Canada to probe alleged China election interference

AFP , Thursday 7 Sep 2023

Canada on Thursday named an appeal's court judge to lead a public inquiry into allegations of foreign meddling -- including by China -- in its elections.

Minister of Public Safety, Democratic Institutions and Intergovernmental Affairs Dominic LeBlanc speaks at a news conference on the appointment of Quebec Court of Appeal judge Marie-Josee Hogue for the inquiry into foreign interference, on Parliament Hill in Ottawa, on Thursday, Sept. 7, 2023. AP


Quebec Court of Appeal Justice Marie-Josee Hogue's appointment follows the sudden resignation in June of another official tapped to investigate the claims in a less formal way.

"Foreign interference in Canadian democratic institutions is unacceptable," Public Safety Minister Dominic LeBlanc told a news conference.

"Justice Hogue will be tasked with examining and assessing interference by China, Russia and other foreign states and non-state actors," he said.

She will have broad investigative powers and, according to Leblanc, will be expected "to follow the evidence" as she probes "any potential impacts on the 2019 and 2021 general elections."

Canada-China relations hit a new low this year amid accusations of Chinese meddling in Canada's last two elections and the attempted intimidation of MPs that led to the expulsion of a Chinese diplomat in May.

Beijing has called the accusations "groundless," and responded by sending home a Canadian diplomat from Canada's consulate in Shanghai.

Prime Minister Justin Trudeau's minority liberal government initially balked at holding a public inquiry, as it faced pressure to explain how it first responded to the claims that Beijing sought to subvert Canada's democratic process.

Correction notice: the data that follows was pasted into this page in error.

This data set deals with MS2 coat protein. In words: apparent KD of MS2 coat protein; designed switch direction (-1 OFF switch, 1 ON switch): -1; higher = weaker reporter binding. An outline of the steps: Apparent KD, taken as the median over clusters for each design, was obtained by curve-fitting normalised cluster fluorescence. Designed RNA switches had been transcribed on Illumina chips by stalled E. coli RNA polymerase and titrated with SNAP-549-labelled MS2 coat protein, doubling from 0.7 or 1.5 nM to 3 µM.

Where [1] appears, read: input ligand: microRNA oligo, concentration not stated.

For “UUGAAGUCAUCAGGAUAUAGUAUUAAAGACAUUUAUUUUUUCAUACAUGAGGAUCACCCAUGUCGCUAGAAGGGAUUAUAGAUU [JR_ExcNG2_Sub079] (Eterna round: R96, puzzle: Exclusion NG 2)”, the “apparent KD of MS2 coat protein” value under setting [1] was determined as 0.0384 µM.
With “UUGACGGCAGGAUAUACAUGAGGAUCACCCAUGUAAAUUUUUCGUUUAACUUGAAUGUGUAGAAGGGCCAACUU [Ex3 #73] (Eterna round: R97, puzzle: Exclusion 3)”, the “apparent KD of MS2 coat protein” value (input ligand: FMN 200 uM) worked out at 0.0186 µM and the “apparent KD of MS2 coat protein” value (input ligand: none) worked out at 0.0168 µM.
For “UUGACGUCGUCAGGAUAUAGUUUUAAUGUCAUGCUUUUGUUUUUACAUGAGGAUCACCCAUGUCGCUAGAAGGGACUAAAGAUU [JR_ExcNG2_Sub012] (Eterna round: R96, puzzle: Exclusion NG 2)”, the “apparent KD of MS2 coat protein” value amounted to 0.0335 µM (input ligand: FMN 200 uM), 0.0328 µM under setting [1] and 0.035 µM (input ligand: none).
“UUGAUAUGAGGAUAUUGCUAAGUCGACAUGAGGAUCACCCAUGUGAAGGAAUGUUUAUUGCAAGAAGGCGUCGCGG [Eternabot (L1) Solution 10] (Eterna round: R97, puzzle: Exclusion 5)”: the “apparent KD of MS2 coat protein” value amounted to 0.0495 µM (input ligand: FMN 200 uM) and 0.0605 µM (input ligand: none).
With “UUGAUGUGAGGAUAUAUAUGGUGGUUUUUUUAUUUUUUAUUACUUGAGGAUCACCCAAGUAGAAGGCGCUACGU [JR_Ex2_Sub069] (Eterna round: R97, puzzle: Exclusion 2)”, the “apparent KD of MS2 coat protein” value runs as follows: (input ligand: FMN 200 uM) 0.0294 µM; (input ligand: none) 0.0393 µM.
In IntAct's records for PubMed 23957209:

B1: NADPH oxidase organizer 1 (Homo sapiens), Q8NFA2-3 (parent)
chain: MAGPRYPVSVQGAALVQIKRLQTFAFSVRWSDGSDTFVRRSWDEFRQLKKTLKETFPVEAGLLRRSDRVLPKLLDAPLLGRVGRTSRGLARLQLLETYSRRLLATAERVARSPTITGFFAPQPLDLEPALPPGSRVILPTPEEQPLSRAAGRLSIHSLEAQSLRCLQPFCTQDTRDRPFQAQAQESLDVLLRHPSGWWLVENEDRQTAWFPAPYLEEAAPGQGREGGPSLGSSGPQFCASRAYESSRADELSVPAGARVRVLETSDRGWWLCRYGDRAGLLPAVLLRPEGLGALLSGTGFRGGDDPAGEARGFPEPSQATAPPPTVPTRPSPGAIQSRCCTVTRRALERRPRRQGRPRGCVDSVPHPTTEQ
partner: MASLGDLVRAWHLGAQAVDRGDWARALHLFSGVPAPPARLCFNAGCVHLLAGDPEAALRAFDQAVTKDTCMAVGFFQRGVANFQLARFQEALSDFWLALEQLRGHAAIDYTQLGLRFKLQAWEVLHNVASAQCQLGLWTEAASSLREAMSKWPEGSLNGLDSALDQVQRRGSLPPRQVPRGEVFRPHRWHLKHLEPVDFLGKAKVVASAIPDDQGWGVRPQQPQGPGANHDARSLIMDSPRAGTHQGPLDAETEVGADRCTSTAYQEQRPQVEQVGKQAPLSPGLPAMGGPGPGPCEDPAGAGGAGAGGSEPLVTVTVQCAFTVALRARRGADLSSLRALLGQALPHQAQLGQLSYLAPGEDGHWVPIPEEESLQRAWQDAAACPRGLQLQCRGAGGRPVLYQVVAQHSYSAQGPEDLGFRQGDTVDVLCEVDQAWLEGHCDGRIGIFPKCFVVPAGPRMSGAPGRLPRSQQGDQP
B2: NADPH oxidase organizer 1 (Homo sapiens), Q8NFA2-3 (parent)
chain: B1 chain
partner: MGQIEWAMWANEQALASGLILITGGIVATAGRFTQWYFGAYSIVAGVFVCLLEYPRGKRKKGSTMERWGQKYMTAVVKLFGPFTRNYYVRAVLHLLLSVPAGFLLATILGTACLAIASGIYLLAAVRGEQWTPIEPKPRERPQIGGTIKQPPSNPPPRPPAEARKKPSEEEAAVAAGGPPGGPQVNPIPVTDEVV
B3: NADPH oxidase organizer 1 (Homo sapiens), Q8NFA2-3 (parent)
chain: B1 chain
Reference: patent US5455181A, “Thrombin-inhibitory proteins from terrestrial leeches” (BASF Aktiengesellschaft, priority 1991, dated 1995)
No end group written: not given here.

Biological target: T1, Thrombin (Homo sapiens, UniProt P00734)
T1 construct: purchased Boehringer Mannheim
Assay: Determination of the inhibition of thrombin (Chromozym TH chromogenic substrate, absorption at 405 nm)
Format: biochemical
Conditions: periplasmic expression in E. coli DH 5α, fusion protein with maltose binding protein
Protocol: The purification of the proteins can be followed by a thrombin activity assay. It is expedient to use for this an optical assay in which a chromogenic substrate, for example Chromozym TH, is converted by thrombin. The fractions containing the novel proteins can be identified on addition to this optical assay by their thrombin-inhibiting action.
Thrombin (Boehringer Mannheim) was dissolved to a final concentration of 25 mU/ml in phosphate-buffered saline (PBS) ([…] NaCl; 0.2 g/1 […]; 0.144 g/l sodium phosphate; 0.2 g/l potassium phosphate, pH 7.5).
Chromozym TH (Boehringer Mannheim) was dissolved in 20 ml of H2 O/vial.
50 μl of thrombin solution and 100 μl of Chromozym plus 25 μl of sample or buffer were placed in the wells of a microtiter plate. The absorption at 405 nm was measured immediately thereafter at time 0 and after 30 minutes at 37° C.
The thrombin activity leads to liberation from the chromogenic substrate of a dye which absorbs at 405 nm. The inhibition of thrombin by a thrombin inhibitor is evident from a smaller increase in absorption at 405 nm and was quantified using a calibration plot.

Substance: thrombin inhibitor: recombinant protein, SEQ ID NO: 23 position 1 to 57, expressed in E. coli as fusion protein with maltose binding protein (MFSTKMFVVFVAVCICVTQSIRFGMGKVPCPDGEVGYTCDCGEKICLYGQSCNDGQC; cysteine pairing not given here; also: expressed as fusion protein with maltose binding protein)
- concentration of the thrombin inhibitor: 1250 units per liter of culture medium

The reported accusations included secret campaign donations and Chinese operatives working for Canadian candidates or lawmakers in an attempt to influence policy.

More recently, it emerged that Beijing sought to intimidate an opposition Canadian lawmaker and his relatives in Hong Kong over his criticisms of China.

The Tory MP, Michael Chong, is scheduled to testify about his experience at a US congressional hearing next week.

Former governor general David Johnston was originally tasked with looking into the claims, but quit after 12 weeks, citing a "highly partisan atmosphere around my appointment and work."

Opposition parties accused him of being too close to Trudeau and demanded an independent public inquiry instead.

Some also pressed to have its scope broadened to include Russia, Iran and others hostile to Canada.

Before resigning, Johnston released a draft report in which he concluded Beijing sought to interfere in Canada's 2019 and 2021 ballots, but failed to change the outcome of the votes.

Hogue's nomination comes after months of negotiations between the government and opposition parties on the public inquiry's terms of reference and who should lead it.

LeBlanc said she has the support of all parties.

She is to release an initial report in February 2024 and a final version ahead of a ballot expected the following year.

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